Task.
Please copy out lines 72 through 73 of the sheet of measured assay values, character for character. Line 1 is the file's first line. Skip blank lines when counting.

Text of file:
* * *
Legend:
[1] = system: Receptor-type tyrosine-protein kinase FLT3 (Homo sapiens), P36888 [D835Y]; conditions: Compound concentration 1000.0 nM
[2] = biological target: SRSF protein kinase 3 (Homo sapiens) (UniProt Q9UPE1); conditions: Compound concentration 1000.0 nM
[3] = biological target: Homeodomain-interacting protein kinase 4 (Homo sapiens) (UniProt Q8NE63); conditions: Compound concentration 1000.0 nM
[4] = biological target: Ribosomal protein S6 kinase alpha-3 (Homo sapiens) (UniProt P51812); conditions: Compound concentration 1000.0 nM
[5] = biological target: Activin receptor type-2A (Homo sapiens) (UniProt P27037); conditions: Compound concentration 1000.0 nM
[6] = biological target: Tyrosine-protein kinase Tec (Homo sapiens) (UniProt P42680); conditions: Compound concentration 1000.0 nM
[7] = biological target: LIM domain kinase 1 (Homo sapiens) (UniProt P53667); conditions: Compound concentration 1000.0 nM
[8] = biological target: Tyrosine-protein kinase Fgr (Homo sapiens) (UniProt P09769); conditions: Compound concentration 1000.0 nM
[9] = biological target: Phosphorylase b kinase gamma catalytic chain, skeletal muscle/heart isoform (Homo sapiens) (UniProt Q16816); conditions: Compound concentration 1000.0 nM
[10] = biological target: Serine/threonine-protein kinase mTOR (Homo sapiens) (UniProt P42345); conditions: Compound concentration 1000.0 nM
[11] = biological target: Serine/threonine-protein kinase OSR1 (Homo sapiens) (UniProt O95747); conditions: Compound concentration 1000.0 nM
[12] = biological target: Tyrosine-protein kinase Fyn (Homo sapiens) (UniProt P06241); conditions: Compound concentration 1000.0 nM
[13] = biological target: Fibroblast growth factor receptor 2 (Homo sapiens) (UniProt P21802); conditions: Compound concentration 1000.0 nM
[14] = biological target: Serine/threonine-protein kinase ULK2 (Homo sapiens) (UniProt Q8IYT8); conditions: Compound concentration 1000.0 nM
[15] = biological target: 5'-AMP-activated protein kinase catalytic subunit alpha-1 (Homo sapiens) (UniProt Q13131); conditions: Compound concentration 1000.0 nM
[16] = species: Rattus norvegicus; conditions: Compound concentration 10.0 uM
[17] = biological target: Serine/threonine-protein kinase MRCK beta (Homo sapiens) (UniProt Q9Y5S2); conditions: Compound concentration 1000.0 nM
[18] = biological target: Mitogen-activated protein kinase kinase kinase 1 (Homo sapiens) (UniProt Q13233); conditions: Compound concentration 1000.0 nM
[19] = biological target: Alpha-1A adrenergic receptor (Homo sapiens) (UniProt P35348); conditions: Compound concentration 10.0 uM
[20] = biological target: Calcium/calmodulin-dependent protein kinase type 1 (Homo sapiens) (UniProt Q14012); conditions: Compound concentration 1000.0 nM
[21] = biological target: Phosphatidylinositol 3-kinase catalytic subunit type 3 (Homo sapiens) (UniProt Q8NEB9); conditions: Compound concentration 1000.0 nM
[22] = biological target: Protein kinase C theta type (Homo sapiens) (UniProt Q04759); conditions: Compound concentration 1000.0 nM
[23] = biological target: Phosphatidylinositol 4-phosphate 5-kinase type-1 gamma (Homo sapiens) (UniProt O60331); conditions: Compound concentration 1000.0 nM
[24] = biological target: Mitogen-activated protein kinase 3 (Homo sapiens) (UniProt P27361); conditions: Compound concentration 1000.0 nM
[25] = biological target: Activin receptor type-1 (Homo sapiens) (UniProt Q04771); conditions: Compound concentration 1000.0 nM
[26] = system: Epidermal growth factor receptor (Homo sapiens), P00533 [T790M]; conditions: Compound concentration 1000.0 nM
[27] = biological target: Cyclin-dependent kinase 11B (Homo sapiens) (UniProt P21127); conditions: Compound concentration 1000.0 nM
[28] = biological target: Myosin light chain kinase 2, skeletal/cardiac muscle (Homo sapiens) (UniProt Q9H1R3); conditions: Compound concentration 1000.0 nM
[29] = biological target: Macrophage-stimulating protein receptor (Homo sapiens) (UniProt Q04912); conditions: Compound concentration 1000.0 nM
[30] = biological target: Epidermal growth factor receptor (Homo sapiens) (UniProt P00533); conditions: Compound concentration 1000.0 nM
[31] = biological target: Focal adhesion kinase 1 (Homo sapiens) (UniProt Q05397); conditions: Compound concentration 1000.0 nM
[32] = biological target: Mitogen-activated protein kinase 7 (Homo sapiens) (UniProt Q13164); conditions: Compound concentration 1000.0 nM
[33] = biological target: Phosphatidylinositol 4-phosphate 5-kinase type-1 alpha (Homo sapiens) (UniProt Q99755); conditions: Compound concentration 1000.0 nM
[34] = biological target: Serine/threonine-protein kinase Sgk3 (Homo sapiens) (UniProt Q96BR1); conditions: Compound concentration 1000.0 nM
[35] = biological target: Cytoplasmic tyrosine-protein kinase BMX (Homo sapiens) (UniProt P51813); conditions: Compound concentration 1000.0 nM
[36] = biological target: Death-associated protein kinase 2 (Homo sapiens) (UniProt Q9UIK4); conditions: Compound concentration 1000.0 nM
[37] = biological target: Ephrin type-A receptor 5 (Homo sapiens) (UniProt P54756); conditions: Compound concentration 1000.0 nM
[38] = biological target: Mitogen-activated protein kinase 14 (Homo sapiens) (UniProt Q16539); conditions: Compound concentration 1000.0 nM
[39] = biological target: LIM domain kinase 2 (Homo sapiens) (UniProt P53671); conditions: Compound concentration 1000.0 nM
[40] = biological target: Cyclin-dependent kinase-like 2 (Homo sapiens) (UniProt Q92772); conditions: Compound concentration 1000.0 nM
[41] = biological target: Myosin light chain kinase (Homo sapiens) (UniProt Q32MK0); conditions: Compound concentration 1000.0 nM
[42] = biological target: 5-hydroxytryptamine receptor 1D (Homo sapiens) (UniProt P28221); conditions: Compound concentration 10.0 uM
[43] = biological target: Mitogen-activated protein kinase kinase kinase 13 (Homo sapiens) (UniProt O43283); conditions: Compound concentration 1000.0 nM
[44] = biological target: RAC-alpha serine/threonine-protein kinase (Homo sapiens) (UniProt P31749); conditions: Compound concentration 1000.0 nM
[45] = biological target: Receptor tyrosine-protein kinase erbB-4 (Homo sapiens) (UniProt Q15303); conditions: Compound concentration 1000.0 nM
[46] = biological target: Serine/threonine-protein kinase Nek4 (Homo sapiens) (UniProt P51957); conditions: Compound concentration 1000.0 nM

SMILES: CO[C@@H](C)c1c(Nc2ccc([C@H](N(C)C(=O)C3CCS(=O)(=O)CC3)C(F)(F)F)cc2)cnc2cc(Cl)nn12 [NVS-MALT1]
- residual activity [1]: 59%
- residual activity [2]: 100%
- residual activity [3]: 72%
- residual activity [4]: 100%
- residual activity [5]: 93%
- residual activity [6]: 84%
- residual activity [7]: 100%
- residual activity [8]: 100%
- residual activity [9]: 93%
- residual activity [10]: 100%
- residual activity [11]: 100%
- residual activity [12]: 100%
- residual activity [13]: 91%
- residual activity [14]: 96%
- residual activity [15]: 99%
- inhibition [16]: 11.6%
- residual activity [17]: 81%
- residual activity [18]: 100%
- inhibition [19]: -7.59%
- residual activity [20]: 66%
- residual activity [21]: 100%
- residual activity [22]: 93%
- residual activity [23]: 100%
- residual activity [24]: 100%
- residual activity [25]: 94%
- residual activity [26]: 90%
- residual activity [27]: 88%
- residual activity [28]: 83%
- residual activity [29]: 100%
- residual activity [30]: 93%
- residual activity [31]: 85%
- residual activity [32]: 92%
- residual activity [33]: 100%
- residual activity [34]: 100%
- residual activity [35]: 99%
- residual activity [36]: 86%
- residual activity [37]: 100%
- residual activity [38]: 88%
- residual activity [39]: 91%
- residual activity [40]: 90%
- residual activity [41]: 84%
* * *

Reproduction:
- residual activity [24]: 100%
- residual activity [25]: 94%